I’ve tried looking at things from a snail’s perspective, I really have. I can see how the stem of a sunflower or courgette plant looks succulent and too delicious to resist, but seeing as they never seem to think about how I feel to come down in the morning to find my beloved seedlings munched away to slimy stalks, then this year I decided enough was enough.
My cunning plan involved buying myself a whole load of guttering and attaching it to my garage wall as well as some trellising I have along the drive. Ha ha! I thought as I screwed in all the brackets and rather counter-intuitively drilled drainage holes in the solid plastic, this will fox the blighters!
Added to the fact that I don’t have a huge amount of garden space, and a four-year-old who likes to play hairdressers with my plants and secateurs, guttering gardens seemed like an ideal solution to my small-space, small-child and snail problem.
Having had the summer to assess their success, I can report that they seem to have offered a 100% snail deterrent and the best lettuces I’ve ever grown. To the point that we (almost but not quite) got sick of lettuce leaves.
My gutter gardens have been a spectacular success. As well as the lettuce I’ve grown spring onions and mara de bois strawberries, which hang over the guttering edges at eye height just waiting to be eaten. I also put some netting up against the trellis and grew about 15 pea plants up them. Okay I’ll never be self-sufficient in fruit and veg, but being able to go vertical and grow things safely away from slimy trespassers has restored my faith in being able to garden organically in an urban back garden.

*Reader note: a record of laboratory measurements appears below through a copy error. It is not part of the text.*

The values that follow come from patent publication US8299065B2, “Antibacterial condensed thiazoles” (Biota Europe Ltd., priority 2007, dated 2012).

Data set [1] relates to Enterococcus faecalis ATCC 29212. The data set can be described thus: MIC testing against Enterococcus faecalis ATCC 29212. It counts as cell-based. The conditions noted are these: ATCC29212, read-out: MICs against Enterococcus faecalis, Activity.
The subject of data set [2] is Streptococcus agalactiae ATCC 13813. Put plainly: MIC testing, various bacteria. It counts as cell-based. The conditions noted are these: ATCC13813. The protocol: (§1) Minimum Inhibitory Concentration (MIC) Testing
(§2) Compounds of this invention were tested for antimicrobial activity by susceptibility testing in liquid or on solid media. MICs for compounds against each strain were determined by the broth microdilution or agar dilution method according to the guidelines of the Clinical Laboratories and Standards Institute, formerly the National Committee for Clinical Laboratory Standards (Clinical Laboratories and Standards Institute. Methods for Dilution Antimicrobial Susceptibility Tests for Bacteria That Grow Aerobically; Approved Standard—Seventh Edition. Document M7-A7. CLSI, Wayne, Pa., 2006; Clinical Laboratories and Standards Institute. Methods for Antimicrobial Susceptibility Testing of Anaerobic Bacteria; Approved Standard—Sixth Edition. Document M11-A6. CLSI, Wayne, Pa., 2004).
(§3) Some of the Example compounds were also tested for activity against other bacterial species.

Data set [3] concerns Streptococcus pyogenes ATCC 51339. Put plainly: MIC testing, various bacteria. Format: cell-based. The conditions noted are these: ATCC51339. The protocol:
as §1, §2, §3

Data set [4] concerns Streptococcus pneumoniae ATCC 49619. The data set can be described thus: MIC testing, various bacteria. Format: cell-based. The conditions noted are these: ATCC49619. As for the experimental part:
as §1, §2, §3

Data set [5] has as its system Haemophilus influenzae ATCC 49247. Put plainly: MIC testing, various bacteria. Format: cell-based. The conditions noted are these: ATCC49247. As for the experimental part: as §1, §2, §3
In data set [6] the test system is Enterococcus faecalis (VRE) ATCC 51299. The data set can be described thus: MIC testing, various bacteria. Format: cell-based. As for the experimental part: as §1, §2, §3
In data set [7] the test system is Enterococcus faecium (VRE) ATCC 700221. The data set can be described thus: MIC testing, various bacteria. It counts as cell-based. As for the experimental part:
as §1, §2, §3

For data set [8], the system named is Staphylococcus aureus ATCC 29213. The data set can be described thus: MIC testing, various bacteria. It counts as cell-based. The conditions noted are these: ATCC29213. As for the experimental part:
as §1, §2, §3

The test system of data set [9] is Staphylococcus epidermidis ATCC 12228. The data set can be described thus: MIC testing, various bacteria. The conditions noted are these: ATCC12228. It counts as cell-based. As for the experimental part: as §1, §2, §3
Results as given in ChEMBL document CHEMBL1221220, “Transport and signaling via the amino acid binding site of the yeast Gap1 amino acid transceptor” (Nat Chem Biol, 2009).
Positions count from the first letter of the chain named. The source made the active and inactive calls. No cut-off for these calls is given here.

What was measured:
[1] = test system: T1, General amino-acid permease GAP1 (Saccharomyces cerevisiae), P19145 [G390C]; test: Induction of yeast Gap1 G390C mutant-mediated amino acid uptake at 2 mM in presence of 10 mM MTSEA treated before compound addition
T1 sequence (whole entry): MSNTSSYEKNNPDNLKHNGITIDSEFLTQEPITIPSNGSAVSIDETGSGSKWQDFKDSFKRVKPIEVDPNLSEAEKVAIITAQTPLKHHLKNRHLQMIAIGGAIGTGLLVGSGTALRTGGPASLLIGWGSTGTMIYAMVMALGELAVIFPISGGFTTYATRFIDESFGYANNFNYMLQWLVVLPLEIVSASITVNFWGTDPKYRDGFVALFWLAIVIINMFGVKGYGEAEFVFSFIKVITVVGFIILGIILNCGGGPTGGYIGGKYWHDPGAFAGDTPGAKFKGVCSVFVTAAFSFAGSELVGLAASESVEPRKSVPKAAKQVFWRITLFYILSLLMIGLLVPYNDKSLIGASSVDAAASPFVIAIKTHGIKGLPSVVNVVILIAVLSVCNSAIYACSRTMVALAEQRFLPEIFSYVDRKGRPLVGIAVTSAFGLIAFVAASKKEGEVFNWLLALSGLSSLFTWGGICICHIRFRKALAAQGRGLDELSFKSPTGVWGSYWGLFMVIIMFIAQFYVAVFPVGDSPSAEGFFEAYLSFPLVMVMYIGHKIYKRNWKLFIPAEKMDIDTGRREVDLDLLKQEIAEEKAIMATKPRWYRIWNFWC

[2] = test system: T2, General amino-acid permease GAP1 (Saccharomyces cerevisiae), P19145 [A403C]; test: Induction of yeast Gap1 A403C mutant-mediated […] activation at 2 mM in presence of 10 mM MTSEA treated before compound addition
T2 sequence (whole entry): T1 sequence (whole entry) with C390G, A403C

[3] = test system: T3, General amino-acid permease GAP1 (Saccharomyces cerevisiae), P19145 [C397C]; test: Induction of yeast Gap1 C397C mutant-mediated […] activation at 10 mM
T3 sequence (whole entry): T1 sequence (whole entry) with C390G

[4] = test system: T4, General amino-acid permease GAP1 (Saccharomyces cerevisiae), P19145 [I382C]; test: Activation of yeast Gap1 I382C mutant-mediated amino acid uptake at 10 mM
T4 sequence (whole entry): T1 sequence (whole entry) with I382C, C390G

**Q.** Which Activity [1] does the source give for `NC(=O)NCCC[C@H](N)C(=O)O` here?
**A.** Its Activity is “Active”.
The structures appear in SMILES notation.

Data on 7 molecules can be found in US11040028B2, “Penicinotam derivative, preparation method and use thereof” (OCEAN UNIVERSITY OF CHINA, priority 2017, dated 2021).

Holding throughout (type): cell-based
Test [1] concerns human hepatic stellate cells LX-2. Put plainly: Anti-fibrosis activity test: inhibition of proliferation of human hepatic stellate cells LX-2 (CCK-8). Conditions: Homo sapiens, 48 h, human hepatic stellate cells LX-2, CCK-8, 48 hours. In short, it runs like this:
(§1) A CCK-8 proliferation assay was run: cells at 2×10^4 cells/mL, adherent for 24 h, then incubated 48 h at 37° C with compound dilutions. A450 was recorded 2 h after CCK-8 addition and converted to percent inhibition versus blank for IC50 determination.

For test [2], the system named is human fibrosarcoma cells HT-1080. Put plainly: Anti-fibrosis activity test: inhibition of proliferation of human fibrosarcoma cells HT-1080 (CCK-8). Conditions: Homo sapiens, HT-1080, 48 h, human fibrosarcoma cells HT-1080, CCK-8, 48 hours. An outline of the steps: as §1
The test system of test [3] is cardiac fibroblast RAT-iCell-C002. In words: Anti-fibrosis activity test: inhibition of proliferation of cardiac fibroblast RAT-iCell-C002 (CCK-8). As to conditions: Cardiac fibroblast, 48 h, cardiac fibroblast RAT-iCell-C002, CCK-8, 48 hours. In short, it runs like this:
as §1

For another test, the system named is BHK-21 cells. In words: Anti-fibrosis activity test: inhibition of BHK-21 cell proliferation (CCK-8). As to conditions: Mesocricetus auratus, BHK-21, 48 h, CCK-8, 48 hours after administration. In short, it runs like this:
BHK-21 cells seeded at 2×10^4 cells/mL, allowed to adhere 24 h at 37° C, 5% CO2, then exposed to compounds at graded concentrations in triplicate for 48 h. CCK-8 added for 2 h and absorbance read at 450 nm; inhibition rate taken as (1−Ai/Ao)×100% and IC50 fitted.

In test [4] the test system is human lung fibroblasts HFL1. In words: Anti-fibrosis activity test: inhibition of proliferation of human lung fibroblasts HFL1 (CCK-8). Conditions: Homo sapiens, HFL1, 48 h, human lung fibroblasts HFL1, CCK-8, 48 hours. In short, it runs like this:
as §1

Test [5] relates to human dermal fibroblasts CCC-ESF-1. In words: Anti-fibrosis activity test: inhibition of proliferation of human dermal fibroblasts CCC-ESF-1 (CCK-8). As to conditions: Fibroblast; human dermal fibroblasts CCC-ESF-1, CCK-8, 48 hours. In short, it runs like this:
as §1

The only downside I noticed was that the relative shallowness of the guttering means that the soil dries out quicker than in pots, although the ones where I used vermiculite this was less of problem. It also depends on where you site them. The garage gutters get full-on blasts of sun for half of the day so they need more water, whereas in the shadier drive trellis down the side of the house, the soil stays moist for longer, although the windy spells we had over the summer again meant that at times the soil needed more water.
Reluctant to see them stand empty over the autumn and winter I’m going to try some broad beans, winter spring onions, winter lettuce and maybe even a few cabbages to see how they get on.
Having seen this idea so many times on Pinterest I’m amazed it took me this long to give it a go, and next year I may squeeze a few more in along some other vertical spaces. They are a perfect complement to my container growing, and it’s been a joy this summer to finally be able to outwit the snails having tried everything under the sun in other years including nemotodes and copper tape, all to no avail. Slimy beasties 0, gutter gardens 1.